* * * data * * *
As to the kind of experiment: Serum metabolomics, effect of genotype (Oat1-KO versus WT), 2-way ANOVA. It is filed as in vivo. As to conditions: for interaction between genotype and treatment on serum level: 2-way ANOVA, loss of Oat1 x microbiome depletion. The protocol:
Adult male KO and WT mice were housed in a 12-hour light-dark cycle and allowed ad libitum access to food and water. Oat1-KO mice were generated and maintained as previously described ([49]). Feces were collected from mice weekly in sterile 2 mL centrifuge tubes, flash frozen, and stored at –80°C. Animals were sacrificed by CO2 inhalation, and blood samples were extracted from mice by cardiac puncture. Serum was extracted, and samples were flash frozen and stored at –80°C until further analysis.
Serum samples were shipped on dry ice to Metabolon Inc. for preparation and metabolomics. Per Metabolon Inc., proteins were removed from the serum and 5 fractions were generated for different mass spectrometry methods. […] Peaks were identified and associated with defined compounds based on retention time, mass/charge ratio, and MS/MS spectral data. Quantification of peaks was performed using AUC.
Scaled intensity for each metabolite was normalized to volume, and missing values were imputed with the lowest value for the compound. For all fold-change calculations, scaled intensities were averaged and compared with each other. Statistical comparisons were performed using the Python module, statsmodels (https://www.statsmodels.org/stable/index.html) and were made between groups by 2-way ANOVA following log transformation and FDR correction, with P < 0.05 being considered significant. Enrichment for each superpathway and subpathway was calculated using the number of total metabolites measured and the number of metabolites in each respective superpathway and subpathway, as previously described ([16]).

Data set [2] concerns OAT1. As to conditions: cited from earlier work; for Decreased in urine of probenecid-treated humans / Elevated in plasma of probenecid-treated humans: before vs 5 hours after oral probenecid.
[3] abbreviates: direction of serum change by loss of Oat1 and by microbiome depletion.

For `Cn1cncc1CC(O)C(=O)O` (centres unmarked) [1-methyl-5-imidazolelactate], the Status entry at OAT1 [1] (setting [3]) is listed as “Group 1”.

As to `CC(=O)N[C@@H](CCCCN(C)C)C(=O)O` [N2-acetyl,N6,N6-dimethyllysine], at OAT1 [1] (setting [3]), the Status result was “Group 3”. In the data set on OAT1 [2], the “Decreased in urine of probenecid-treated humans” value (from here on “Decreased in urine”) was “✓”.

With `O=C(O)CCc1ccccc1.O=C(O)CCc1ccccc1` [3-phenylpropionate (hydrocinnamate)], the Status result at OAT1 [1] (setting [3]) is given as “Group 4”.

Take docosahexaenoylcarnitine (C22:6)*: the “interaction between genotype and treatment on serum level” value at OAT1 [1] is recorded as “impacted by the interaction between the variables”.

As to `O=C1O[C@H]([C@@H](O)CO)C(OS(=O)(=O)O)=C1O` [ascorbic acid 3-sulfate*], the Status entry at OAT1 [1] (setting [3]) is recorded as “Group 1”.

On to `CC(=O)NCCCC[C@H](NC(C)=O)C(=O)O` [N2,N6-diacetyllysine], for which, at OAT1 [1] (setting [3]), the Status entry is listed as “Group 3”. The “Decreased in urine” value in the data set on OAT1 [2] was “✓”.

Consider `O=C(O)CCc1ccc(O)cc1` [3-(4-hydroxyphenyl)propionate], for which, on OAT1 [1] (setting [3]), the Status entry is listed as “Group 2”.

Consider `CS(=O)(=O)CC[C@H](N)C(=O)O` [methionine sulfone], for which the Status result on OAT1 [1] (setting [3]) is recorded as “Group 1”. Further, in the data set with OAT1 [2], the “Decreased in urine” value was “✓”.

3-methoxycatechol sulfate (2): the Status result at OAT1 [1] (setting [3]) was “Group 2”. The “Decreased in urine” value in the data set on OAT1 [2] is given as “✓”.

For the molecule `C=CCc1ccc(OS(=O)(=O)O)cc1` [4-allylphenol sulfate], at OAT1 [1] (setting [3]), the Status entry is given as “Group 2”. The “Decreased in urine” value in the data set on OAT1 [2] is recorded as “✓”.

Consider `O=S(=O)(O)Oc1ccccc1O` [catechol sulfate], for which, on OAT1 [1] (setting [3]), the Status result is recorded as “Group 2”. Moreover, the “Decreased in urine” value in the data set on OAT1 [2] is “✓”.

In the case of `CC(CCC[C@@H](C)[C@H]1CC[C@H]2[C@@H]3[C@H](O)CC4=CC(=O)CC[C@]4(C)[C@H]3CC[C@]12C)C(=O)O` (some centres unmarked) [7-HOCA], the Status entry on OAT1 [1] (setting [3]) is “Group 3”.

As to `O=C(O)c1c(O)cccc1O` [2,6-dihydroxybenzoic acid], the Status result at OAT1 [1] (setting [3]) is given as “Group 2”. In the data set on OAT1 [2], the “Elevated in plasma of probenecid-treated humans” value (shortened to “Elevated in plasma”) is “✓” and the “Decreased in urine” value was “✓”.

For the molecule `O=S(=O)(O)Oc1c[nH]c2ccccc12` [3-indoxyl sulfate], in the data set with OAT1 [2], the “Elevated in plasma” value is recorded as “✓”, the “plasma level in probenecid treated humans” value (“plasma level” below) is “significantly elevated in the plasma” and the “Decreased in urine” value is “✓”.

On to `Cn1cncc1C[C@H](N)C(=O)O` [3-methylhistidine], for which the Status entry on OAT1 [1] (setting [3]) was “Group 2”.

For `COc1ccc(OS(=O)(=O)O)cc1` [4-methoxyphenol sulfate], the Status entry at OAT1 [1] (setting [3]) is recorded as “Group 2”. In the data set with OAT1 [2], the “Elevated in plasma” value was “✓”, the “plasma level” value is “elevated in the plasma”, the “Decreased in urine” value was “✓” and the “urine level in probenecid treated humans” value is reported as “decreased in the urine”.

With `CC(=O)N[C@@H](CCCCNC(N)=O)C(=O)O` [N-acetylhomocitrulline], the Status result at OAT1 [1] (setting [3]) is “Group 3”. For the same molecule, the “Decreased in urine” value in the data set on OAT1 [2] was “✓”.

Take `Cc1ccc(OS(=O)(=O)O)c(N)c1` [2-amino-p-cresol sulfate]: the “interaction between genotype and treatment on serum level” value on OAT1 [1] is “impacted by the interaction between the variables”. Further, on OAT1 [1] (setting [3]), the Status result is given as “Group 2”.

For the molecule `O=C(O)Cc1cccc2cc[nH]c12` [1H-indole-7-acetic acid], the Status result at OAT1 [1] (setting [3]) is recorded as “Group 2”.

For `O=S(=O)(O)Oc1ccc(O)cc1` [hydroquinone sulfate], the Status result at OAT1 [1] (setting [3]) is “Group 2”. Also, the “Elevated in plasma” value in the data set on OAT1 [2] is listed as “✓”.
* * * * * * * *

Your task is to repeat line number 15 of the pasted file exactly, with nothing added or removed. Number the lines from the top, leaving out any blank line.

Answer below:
3-methoxycatechol sulfate (2): the Status result at OAT1 [1] (setting [3]) was “Group 2”. The “Decreased in urine” value in the data set on OAT1 [2] is given as “✓”.